By Jon Krawczynski, AP Sports Writer
MINNEAPOLIS -- Derrick Williams is on his way to Minnesota and Timberwolves President David Kahn emphatically told fans that he is coming here to stay.
The Wolves drafted the Arizona forward with the No. 2 pick Thursday night, leading to speculation that he could be traded because his skills so closely resemble those of current Timberwolves Michael Beasley and Anthony Randolph.
"We're not trading Derrick Williams," Kahn told the team's draft party in an interview from the team's war room. "He will be in a Timberwolves uniform next year."
Williams averaged 19.5 points and 8.3 rebounds for the Wildcats last season and was widely considered the second-best player in the draft behind Duke point guard Kyrie Irving. The Cavs took Irving with the first pick.
The Timberwolves tried all week to trade the second pick in hopes of landing a veteran center or shooting guard to help the youngest team in the league. In the end, they couldn't find an offer they liked enough to pass up on the explosive, 6-foot-8 forward.
After taking Williams, the Timberwolves sent point guard Jonny Flynn and the 20th pick -- Lithuanian forward Donatas Motiejunas -- to Houston for the 23rd and 38th picks, center Brad Miller and a lottery protected future first-round pick.
A person with knowledge of the deal confirmed the trade to The Associated Press, requesting anonymity because the trade was not yet approved by the league.
The deal ends a difficult two years in Minnesota for Flynn, who struggled to get acclimated in Kurt Rambis' complex offense and missed the first half of last season with a hip injury.
Kahn made all the decisions without Rambis in the room. The coach was watching the draft from Los Angeles, still not told if he will return for a third season after going 32-132 in his first two years. Yahoo! Sports reported on Wednesday night that Kahn has already decided to fire Rambis, but the Timberwolves have not commented publicly on the situation.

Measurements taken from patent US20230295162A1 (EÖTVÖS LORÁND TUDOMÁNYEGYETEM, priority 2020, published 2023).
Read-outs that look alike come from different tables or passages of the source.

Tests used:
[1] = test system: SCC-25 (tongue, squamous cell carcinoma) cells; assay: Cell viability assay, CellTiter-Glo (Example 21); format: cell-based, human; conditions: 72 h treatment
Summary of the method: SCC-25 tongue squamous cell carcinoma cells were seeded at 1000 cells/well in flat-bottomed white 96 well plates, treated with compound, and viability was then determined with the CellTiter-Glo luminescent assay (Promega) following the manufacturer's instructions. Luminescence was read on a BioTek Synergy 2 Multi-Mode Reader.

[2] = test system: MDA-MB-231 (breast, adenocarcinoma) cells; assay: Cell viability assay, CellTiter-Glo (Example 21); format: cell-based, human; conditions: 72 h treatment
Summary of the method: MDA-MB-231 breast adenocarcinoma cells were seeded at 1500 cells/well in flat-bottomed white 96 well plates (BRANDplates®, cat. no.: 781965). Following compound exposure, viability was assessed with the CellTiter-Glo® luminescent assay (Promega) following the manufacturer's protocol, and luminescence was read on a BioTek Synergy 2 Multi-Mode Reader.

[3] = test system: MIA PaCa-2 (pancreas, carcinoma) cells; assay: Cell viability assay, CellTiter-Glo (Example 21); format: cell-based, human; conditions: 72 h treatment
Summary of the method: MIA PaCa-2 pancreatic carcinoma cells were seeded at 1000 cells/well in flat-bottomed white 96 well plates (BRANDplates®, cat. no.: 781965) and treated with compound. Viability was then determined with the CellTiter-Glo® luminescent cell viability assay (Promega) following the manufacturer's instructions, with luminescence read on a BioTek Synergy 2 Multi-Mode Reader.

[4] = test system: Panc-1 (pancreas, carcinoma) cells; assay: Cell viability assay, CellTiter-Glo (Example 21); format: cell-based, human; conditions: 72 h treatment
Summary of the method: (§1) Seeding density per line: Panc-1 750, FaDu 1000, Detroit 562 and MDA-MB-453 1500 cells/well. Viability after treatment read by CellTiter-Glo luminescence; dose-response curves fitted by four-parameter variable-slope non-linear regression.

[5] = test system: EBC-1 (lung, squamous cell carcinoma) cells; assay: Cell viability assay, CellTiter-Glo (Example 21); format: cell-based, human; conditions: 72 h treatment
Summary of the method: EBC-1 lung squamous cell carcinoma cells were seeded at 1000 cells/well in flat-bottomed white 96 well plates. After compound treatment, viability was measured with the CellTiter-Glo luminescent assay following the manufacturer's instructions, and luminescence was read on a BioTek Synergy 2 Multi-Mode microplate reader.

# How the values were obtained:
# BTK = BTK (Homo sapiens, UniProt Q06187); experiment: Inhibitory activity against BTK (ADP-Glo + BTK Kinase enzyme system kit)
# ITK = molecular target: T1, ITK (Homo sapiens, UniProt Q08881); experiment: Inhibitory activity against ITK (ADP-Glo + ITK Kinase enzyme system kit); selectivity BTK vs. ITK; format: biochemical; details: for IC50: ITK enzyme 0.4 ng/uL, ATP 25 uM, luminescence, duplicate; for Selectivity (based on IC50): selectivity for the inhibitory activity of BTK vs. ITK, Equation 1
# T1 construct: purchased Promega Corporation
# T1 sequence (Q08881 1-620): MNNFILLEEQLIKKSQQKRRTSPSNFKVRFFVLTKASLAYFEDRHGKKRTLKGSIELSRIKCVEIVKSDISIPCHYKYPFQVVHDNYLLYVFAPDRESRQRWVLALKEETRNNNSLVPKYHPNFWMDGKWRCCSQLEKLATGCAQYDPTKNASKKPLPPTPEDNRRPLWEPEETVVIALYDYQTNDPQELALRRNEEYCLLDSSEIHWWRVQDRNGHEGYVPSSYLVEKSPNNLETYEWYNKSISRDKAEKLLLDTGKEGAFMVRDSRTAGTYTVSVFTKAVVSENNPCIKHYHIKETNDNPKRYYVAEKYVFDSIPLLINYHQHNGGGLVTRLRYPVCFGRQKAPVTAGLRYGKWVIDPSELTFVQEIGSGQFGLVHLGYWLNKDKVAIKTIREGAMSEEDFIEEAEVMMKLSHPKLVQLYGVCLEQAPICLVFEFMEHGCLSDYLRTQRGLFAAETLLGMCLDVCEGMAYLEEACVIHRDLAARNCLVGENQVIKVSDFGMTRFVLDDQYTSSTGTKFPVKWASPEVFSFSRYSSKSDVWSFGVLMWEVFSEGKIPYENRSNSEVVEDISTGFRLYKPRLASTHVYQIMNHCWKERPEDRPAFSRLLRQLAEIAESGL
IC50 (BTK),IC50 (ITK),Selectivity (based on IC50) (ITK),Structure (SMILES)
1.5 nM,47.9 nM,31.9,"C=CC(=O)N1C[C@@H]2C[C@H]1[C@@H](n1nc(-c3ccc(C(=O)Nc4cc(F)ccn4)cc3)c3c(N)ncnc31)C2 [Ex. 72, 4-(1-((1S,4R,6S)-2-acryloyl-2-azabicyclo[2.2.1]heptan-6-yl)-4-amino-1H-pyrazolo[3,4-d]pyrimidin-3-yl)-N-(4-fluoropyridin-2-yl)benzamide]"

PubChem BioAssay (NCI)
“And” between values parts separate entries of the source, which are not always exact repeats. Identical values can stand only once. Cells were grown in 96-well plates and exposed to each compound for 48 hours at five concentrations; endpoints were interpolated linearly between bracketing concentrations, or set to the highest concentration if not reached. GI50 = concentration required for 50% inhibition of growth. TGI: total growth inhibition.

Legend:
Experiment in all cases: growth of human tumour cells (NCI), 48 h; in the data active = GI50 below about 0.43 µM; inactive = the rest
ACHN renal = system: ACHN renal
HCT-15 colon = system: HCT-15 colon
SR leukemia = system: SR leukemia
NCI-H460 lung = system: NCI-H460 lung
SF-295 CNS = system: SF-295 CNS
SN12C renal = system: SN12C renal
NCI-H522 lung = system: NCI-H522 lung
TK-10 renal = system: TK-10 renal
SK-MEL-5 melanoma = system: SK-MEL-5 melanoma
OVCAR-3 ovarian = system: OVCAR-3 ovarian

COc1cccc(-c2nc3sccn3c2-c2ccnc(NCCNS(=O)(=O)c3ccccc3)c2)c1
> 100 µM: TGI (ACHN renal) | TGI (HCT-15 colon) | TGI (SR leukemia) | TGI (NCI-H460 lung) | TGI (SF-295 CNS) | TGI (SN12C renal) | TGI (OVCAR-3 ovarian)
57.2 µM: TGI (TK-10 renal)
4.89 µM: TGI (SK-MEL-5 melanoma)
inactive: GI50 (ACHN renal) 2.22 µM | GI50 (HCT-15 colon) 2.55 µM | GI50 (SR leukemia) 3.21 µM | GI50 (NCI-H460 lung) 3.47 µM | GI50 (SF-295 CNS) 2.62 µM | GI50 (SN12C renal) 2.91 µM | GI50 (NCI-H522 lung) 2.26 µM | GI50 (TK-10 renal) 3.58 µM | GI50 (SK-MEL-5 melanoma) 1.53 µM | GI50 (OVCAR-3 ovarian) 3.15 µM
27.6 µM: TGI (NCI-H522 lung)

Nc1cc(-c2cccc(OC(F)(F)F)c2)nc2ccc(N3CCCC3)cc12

The Timberwolves finished an NBA-worst 17-65 last season, but their long history of bad lottery luck struck again when Cleveland leapfrogged them for the top pick. The Cavs took Irving as expected, leaving the Wolves with a dilemma.
They could take Williams, who seems to be redundant with Beasley, Randolph and Wes Johnson -- three tall, very athletic players who can play multiple positions.
Or they could take Turkish center Enes Kanter, who at 6-foot-11 is as an enormous presence in the post and would help balance their roster. But Kanter sat out all of last season after being ruled ineligible at Kentucky, and so there is plenty of mystery surrounding his game.
Ultimately they decided to take Williams, declining to trade the highest pick in franchise history.
There is some debate as to where Williams will play in the NBA. He played mostly power forward at Arizona, but league observers wonder if he's big enough to defend the power forwards he'll face on a nightly basis in the NBA.
When he worked out for the Timberwolves last week, Williams insisted that he is a small forward in the NBA. He shot almost 57 percent from 3-point range for Arizona last year and has displayed the quickness and ball-handling ability to play the position, on offense at least. The questions would be on defense.
Williams has worked out with Beasley and Johnson in Los Angeles this summer, and said last week that he would welcome the idea of starting his pro career in Minnesota. He didn't see the redundant skill sets as an issue.
"I think actually it'd be hard to guard if you had three small forwards on the court at one time," Williams said. "Wes can stretch out the defense. Beasley can stretch out the defense and so can I. Me or Beasley can play the four spot. Either way it's going to be a mismatch if we're both on the court at the same time."
Johnson said he thinks they'll figure out a way for everyone to coexist.
"His basketball I.Q. is high so I think him coming in, any type of position, I think he'll be fine," Johnson said.
A person with knowledge of the Timberwolves' plans said the team has no plans to trade Beasley, either.
After coming to Minnesota from Miami last summer, Beasley averaged 19.2 points and kept his nose clean off the court as well. But a series of ankle injuries in the second half of the season derailed his fast start, and there are still questions about whether they can rely on the 22-year-old to mature into the kind of professional, focused leader the team needs.
Maybe having another lottery pick to compete with for minutes will be just the motivation Beasley needs.